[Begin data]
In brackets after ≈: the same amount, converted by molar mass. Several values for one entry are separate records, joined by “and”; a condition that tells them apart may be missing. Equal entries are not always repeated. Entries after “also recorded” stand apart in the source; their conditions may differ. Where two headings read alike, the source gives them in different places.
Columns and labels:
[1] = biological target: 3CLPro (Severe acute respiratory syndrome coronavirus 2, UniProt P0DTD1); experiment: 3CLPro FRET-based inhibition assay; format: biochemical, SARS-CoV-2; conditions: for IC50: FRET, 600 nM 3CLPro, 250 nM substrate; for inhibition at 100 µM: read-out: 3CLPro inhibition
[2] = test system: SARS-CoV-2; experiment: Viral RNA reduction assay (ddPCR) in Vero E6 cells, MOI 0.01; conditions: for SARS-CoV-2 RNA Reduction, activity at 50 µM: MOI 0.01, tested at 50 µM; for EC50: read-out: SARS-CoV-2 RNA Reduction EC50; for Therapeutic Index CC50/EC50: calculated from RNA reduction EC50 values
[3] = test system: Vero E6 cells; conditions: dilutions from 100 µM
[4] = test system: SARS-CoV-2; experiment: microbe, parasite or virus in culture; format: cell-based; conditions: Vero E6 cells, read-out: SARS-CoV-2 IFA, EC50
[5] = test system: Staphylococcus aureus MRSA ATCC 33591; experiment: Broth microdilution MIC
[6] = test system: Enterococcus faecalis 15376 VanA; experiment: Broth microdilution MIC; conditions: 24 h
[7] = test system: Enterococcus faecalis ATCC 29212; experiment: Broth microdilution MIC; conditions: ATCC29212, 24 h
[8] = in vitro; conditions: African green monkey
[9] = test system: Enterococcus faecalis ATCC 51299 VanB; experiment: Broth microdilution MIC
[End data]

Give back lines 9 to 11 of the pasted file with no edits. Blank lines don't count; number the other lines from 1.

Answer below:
[7] = test system: Enterococcus faecalis ATCC 29212; experiment: Broth microdilution MIC; conditions: ATCC29212, 24 h
[8] = in vitro; conditions: African green monkey
[9] = test system: Enterococcus faecalis ATCC 51299 VanB; experiment: Broth microdilution MIC